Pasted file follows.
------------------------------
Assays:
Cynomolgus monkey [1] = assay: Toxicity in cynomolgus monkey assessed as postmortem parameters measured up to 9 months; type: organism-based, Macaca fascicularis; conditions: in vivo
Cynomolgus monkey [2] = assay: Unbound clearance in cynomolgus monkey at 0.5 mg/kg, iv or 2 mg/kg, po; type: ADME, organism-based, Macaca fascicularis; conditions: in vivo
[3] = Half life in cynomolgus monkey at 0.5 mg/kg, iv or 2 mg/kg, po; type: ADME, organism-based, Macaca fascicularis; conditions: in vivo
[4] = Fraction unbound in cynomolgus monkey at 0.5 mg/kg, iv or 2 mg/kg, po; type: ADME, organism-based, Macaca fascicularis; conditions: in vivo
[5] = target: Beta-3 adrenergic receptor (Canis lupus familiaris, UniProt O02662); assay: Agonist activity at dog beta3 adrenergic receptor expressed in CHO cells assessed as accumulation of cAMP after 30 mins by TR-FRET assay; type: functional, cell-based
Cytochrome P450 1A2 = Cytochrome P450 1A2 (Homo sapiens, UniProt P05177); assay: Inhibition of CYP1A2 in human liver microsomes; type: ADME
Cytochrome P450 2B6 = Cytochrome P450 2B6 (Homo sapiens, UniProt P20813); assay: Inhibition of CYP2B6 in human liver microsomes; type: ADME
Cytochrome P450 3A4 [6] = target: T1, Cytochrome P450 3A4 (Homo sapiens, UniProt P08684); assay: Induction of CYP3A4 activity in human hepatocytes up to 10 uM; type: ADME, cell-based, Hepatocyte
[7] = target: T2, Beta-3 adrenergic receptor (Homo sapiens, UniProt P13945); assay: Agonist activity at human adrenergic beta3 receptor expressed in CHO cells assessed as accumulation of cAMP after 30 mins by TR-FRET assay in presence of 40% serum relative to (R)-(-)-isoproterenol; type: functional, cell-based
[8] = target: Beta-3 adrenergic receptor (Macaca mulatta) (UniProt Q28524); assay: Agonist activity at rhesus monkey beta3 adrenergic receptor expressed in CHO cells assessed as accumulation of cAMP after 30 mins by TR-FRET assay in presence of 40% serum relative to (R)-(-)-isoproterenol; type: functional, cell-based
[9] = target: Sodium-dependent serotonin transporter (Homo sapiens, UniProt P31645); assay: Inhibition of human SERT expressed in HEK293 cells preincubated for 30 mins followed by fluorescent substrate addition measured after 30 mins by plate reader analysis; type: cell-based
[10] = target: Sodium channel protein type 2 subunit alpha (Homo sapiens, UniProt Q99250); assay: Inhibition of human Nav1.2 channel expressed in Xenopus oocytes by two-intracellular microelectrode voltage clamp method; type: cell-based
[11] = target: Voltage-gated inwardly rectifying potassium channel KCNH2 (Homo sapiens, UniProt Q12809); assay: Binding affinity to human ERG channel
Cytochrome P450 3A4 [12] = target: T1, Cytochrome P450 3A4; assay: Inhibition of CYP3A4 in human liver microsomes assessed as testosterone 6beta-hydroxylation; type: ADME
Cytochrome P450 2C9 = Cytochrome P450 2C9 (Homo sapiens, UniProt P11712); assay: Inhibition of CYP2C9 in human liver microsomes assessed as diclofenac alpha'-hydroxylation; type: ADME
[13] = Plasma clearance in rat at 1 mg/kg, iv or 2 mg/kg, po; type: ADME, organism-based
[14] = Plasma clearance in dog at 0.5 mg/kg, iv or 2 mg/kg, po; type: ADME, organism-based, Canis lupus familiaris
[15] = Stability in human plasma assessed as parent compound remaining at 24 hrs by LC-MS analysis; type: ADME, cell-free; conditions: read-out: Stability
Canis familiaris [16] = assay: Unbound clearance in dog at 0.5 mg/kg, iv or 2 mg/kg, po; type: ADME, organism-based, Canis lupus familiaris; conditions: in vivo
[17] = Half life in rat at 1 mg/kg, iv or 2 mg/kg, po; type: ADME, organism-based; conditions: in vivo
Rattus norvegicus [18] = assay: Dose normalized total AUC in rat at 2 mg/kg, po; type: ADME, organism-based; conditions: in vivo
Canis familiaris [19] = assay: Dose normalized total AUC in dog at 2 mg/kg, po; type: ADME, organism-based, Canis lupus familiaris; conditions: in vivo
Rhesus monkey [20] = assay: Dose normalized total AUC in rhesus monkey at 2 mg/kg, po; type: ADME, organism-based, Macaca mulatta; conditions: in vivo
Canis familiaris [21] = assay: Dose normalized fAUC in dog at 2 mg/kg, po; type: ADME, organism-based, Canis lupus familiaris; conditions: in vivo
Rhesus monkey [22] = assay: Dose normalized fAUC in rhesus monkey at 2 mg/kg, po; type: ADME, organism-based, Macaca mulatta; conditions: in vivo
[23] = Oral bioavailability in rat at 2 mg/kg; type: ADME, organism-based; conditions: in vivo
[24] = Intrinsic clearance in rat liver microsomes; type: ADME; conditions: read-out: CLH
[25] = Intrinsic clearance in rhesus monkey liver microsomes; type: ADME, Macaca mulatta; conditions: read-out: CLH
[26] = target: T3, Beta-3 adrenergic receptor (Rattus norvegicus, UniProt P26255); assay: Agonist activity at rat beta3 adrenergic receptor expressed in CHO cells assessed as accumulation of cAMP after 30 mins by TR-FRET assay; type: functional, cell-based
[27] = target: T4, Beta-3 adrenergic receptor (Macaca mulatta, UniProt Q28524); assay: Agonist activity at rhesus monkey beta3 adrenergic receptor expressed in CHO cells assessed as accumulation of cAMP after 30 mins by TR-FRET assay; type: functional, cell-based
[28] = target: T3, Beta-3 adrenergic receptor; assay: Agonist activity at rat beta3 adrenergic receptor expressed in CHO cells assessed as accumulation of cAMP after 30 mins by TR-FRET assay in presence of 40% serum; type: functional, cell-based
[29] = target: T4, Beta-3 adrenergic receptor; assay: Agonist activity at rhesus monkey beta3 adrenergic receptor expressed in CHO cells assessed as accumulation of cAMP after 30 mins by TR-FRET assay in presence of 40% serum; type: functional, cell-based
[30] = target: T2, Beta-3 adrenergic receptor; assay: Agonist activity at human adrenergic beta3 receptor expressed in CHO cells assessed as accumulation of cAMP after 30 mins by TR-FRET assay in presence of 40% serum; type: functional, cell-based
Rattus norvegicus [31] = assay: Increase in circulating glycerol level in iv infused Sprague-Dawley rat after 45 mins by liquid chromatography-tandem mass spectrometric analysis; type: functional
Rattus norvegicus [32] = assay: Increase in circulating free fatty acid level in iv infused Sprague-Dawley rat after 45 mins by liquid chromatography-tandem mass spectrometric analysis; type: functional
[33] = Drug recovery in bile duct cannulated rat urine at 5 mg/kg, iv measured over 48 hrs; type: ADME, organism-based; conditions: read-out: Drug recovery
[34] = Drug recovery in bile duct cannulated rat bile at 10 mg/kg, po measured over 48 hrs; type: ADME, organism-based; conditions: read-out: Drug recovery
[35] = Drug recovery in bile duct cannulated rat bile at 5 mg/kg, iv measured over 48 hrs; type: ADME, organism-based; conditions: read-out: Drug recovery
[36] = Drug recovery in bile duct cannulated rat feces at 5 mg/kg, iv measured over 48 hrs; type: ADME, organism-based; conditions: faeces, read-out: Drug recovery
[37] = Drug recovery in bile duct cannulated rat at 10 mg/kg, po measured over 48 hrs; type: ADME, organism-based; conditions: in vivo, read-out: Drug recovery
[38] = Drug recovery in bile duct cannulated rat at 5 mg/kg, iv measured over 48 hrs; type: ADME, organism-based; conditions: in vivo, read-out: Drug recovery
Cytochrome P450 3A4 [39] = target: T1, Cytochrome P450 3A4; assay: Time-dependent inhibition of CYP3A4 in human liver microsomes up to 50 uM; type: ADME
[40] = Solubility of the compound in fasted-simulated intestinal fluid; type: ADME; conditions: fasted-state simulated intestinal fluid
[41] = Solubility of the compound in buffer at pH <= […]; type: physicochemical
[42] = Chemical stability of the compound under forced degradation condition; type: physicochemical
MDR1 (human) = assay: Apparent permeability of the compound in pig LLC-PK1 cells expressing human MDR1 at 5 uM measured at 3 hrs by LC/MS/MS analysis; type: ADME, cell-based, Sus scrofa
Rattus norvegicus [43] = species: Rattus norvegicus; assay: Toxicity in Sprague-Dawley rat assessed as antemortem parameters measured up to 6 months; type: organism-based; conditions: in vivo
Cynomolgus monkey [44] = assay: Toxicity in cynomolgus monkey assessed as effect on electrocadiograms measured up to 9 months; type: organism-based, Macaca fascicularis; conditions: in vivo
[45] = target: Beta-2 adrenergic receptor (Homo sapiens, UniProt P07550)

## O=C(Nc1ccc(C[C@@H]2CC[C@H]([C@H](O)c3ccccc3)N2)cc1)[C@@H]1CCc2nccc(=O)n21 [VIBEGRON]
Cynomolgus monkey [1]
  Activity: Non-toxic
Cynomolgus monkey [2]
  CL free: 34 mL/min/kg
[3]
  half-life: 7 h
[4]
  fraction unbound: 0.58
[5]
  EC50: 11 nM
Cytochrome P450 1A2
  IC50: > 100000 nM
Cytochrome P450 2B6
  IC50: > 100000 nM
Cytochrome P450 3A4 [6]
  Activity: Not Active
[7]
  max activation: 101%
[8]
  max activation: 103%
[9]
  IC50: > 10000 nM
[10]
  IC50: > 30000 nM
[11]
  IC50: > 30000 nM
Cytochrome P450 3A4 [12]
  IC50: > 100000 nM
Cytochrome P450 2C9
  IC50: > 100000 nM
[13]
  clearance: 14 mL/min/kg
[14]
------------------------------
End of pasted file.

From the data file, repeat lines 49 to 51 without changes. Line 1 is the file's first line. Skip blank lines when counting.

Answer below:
Cynomolgus monkey [44] = assay: Toxicity in cynomolgus monkey assessed as effect on electrocadiograms measured up to 9 months; type: organism-based, Macaca fascicularis; conditions: in vivo
[45] = target: Beta-2 adrenergic receptor (Homo sapiens, UniProt P07550)

## O=C(Nc1ccc(C[C@@H]2CC[C@H]([C@H](O)c3ccccc3)N2)cc1)[C@@H]1CCc2nccc(=O)n21 [VIBEGRON]